Endorphins (happiness hormones) get all the credit for why people feel good from exercise. But, sometimes love just isn’t enough. Endorphins are temporary and don’t always get you motivated to start moving. They’re sort of like a bribe or promise because they don’t come until you’ve begun exercising and sometimes they don’t show up at all.
Exercise feels good before it happens when someone has a good match between their reason for exercising and the activities chosen to reach those goals. Easier said than done. Finding out the most aligned methods of exercise for each client based upon their goals and preferences results in greater success for both of you.
Identify desired feelings to be an even better match-maker…
How does your client want to feel?
Energized? Calm (less stressed)? Toned? Everyone’s reason for exercise is different. The more you tap into individual reasons, the better choices you can help them make. Pay attention to what people say and ask them good questions. “What’s your favorite exercise?” “How does it make you feel?” “What other activities produce this feeling?”
Some people might say how they should feel or are supposed to feel, especially if they aren’t accustomed to reporting what makes them feel good. Try asking them in the moments that they appear to be pleased with their workout.
Matching feel good activities to goals
When someone knows how they want to feel, you can take the next step. There are many routes (activities) to the same destination (feelings). There is no right or wrong way to pair activities with feelings. One person might feel calm and mindful from yoga or walking, while another might feel that way after boxing.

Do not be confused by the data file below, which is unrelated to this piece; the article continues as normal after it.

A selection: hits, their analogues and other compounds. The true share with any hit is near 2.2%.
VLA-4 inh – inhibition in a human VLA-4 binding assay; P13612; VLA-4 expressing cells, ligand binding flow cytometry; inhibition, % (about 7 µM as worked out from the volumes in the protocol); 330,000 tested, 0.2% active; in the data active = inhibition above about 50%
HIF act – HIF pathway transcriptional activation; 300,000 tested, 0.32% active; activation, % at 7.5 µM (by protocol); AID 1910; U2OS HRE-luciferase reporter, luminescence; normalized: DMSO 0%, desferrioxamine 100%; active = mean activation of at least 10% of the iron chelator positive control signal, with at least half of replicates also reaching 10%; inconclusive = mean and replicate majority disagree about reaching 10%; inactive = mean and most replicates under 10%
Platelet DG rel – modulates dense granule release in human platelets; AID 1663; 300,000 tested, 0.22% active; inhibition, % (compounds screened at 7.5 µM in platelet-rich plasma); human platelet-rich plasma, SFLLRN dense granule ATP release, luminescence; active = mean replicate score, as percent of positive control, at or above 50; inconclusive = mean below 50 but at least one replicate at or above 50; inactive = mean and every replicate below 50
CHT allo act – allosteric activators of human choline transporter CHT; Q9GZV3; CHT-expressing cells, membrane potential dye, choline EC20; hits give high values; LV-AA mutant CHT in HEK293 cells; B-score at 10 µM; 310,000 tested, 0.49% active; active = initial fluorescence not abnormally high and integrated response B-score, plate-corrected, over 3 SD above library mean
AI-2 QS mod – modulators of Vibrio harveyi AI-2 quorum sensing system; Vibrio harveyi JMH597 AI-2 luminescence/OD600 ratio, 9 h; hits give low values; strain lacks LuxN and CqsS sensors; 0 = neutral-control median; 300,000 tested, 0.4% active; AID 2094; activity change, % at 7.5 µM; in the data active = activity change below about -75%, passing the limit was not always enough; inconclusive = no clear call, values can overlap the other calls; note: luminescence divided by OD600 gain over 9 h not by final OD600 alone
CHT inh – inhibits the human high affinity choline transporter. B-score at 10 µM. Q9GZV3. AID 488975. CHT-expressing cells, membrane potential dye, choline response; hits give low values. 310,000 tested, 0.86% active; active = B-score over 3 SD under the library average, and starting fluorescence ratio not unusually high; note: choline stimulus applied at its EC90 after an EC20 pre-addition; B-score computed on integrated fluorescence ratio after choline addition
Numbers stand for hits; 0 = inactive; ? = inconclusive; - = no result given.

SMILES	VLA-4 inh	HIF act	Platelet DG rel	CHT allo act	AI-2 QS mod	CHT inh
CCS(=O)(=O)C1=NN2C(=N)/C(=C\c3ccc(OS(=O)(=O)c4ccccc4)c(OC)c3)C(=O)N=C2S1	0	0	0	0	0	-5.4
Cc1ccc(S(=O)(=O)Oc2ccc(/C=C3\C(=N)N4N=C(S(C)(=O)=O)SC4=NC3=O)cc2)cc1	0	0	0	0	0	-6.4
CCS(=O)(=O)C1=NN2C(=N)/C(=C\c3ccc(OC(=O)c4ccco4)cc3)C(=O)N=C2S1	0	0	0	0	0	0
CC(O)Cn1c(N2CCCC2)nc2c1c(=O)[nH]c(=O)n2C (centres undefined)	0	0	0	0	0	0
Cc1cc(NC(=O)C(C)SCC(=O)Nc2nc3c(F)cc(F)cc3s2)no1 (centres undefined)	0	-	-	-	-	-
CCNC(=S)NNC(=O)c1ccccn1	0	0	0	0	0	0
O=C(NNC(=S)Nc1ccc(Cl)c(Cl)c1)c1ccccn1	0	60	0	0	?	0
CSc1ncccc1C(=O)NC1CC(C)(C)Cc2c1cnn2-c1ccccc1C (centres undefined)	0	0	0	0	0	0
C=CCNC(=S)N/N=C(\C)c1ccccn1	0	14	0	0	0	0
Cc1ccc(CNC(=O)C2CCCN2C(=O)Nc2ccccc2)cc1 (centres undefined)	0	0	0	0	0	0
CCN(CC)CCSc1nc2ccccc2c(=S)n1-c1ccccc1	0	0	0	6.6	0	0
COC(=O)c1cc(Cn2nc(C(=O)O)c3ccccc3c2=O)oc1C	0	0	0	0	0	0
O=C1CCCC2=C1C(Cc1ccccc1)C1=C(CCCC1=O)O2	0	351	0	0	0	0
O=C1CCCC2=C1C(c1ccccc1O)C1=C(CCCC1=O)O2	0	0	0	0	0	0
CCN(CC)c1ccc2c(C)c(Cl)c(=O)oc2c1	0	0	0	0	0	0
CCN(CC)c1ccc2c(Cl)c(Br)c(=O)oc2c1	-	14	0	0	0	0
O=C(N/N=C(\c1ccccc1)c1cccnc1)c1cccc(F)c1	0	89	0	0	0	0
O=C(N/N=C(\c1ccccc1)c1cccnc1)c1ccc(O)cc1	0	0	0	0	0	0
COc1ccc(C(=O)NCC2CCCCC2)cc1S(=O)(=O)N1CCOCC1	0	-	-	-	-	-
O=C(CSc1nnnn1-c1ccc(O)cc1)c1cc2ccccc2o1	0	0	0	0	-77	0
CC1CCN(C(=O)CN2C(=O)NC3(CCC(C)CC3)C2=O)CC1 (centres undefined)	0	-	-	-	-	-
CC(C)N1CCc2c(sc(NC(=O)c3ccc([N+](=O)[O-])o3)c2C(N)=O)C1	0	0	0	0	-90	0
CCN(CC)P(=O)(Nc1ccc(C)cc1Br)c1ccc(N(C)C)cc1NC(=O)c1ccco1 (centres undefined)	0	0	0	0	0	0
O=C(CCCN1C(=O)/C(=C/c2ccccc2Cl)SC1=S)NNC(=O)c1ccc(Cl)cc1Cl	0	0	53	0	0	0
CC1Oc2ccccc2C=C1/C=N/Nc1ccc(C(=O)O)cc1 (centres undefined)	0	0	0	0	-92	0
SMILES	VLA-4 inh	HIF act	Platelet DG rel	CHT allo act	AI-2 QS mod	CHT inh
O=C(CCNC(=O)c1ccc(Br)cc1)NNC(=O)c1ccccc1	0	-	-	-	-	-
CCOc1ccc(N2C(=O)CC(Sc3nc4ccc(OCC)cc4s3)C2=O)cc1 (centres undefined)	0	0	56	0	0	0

Calm/mindful activities – yoga, pilates, swimming, walking in nature
Energizing activites – kick-boxing, dance
Confidence boosting activities – boxing, weight training
Most activities have an assumed feeling associated with them, but stay open minded… Perhaps yoga could boost someone’s confidence while boxing could be relaxing.
When fitness doesn’t feel good
Exercise can cause the opposite effect that’s desired. A yoga class might be boring to someone craving high energy. A spinning workout could feel stressful and too loud for someone who wants peaceful quiet time to find their happy place. If an exercise experience causes stress or boredom, the behavior will be harder to repeat.
Why feeling good works
“I want to be healthy so I can be happy” is a very popular theme in society. Happiness can be described on two ends of a spectrum. It can feel like calm serenity or bursting excitement. The two are expressed uniquely. They can be achieved in different ways.
This explains why an exciting cycling class with blasting music may not be as enjoyable as a calm, tranquil yoga class or vice-a-versa. When the desired emotion (happiness) is identified and linked to an appropriate activity, there is a higher chance of adherence (repeating behavior).
Get directions to feel good
If you find this information intriguing, you’ll enjoy the Circumplex model (Ekkakakis and Petruzello, 2002). Imagine a map with north, south, east and west directions. On the model north is high arousal, south is low arousal, east is pleasant and west is unpleasant. Examine the combinations: northwest or southeast as examples on the diagram and it’ll start to make more sense.
Notice that “excited” is a high arousal (intensity) pleasant feeling, while “calm” is a low arousal (intensity) pleasant feeling. On the other side of the circle there are high arousal (intensity) negative and low arousal (intensity) negative emotions.
Use this diagram to help you further pinpoint the feelings clients want to experience from exercise. Print and hang this chart somewhere that you can show clients and have them identify their feelings from exercise more accurately.
Lox, et.al. 2003. The Psychology of Exercise – Integrating Theory and Practice. Scottsdale, AZ: Holcomb Hathaway Publishers Inc.